Employment of foreign and agency workers and their effect on the employment statistics
Whereas total employment according to the LFS has in recent quarters been nudging at the historical highs recorded in 2008, it has not yet reached its pre-crisis levels according to the national accounts methodology (see Chart 1). One of the factors explaining this difference is the different methods used to acquire data on the number of foreign employees. The national accounts data on employment of foreigners are acquired directly, whereas the LFS data cover foreign nationals working in the Czech Republic to only a limited extent, as this survey is usually conducted among persons living in family houses and apartment blocks.1
Chart 1 (BOX) Employment according to LFS and national accounts
The different levels of employment according to the LFS and the national accounts are due mainly to the different methods used to acquire data on foreign employees
(numbers of persons in thousands; seasonally adjusted data; source: CZSO)
Employment of foreigners2 changed substantially during the period under review as regards their country of origin and as regards the classification of employment (CZ-ISCO).3 Owing to strong economic growth, employment of foreign workers peaked in 2008 (see Chart 2). Approximately half of these workers came from the EU and other EEA countries. The economic contraction in the following years resulted in a marked decrease in the number of foreign workers. This affected workers from non-EU/EEA countries to a greater extent. The renewed surge in the number of foreign workers in 2014 reflected a strong recovery in domestic economic activity and a related positive turnaround on the labour market. This growth was driven mainly by an increase in the number of workers from the EU and other EEA countries. Overall, the number of workers from the EU and other EEA countries thus increased compared with 2008, primarily thanks to employees from Slovakia and to a lesser extent from Romania and Bulgaria. However, this was more than offset by a large decrease in the number of workers from Ukraine (of more than half compared with 2008) and from Vietnam and Mongolia. Consequently, the total number of foreigners working in the Czech Republic last year was still below the 2008 level.
Chart 2 (BOX) Employment of foreigners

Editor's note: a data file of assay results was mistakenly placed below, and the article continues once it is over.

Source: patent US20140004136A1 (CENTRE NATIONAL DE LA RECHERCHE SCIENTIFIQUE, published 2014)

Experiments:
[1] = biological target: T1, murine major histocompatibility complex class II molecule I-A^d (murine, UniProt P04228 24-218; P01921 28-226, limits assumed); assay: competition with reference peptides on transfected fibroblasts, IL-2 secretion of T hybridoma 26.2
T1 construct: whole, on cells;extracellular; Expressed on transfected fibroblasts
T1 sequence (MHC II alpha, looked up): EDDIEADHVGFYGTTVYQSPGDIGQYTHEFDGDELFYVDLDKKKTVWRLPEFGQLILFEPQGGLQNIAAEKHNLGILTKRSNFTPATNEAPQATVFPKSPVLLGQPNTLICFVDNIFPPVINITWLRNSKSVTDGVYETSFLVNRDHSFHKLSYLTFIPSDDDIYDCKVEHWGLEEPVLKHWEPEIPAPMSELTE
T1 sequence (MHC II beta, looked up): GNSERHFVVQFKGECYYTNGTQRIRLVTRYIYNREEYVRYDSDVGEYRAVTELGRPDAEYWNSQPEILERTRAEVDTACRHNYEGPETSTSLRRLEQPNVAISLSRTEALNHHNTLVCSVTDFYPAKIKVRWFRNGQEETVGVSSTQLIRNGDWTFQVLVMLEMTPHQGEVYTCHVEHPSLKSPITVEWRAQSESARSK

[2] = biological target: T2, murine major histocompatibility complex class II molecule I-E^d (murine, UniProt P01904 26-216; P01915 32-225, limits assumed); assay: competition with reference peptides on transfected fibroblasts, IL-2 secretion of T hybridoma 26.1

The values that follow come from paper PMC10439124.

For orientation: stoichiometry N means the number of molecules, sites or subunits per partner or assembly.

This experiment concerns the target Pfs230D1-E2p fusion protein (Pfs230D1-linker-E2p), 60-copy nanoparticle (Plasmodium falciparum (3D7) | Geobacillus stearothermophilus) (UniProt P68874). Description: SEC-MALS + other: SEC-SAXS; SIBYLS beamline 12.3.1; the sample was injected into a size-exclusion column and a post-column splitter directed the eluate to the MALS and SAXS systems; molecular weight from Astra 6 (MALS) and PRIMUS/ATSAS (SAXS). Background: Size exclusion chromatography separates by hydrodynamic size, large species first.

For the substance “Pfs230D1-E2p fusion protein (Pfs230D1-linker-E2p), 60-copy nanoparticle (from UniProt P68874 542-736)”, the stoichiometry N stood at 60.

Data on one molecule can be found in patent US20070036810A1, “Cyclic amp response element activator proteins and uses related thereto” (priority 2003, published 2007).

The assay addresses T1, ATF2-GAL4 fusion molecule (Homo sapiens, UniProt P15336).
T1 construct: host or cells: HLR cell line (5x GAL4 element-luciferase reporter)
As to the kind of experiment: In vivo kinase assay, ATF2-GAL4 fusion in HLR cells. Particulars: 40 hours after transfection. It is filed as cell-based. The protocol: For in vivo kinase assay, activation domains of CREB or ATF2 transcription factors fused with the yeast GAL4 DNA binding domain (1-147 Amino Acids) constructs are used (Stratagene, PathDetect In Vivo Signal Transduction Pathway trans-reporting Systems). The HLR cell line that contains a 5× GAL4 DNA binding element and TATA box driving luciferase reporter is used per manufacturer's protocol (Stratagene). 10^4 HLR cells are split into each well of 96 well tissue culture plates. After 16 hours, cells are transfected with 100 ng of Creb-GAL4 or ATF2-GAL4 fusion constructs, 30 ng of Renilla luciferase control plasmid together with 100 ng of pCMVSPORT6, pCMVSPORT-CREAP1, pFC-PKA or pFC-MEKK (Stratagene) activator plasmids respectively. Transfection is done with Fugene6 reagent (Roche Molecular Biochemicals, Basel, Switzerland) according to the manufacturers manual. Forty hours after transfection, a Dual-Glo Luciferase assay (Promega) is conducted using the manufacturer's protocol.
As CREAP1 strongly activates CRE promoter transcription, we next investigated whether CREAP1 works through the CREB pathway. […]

Citizens of EU and other EEA countries accounted for most of the growth in the number of foreign workers in 2014
(numbers of persons in thousands; MLSA data and estimates)
As regards the classification of employment (CZ-ISCO), a larger share of high-skilled foreign workers (i.e. professionals, technicians, clerks, service workers and shop and market sales workers) in the total number of foreign workers was recorded in 2014 compared with 2008 (see Chart 3). By contrast, a markedly lower number of foreign workers were employed as craft and related trades workers, as plant and machine operators and in elementary occupations.
Chart 3 (BOX) Professional structure of foreign workers
The employment structure of foreign workers has shifted towards high-skilled professions
(numbers of persons in thousands; according to CZ-ISCO/KZAM; MLSA data and estimates)
Note: Data are not available for 2012 and 2013.
However, the marked recovery in economic activity was associated with a resurgence in demand for less-skilled workers. Unlike in 2008, this demand was apparently met by agency workers (predominantly Czechs) amid a still relatively low number of foreign workers in these positions. This is indicated by AEIS data,4 according to which the number of agency workersincreased significantly compared with 2008, especially in less-skilled jobs (see Chart 4).5 According to a CZSO survey, the number of agency workers increased sharply in industry in particular, on the back of buoyant growth in economic activity.
Chart 4 (BOX) Structure of agency workers
The sizeable growth in the number of agency workers compared to 2008 was due primarily to less-skilled workers
(numbers of persons in thousands; according to CZ-ISCO/KZAM; source: AEIS, CNB calculation)
The plethora of information on labour shortages in the labour market (especially in technical professions) indicates that the interest of firms in foreign workers and employment agency services may increase further. Given the weaker position of these groups of workers on the labour market, reflected, among other things, in lower wages, this may dampen the currently observed increasing upward pressure on wages.
1 The survey is not conducted in hostels, where foreign workers – especially those in less-skilled jobs – are often accommodated.
2 Given the limited availability of data on employment of foreigners, this box works with year-end data. After 2011, these are MLSA estimates, not hard data.
3 The pre-2011 data were processed using the KZAM methodology.
4 The data in this box acquired from the MLSA cover approximately one-half of the employees working in the waged sector and have not been converted to the entire population.
5 The data for 2015 H1 have a different seasonal component than the data for 2008 and 2014, which relate to the year-end.